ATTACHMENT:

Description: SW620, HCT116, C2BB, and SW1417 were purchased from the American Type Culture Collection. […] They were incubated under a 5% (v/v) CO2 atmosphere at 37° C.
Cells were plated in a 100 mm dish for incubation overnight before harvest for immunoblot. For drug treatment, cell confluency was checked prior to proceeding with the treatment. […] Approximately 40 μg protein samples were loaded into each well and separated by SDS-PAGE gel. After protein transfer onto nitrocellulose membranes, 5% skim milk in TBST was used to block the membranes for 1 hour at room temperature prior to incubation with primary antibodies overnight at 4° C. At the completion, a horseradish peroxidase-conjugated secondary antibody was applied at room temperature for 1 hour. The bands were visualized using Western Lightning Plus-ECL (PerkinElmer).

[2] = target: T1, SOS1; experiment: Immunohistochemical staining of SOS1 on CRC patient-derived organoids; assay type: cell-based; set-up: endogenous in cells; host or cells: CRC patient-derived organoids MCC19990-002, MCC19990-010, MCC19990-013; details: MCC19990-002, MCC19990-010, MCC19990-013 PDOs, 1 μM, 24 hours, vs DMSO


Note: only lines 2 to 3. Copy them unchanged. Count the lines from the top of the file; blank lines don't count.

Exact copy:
Cells were plated in a 100 mm dish for incubation overnight before harvest for immunoblot. For drug treatment, cell confluency was checked prior to proceeding with the treatment. […] Approximately 40 μg protein samples were loaded into each well and separated by SDS-PAGE gel. After protein transfer onto nitrocellulose membranes, 5% skim milk in TBST was used to block the membranes for 1 hour at room temperature prior to incubation with primary antibodies overnight at 4° C. At the completion, a horseradish peroxidase-conjugated secondary antibody was applied at room temperature for 1 hour. The bands were visualized using Western Lightning Plus-ECL (PerkinElmer).

[2] = target: T1, SOS1; experiment: Immunohistochemical staining of SOS1 on CRC patient-derived organoids; assay type: cell-based; set-up: endogenous in cells; host or cells: CRC patient-derived organoids MCC19990-002, MCC19990-010, MCC19990-013; details: MCC19990-002, MCC19990-010, MCC19990-013 PDOs, 1 μM, 24 hours, vs DMSO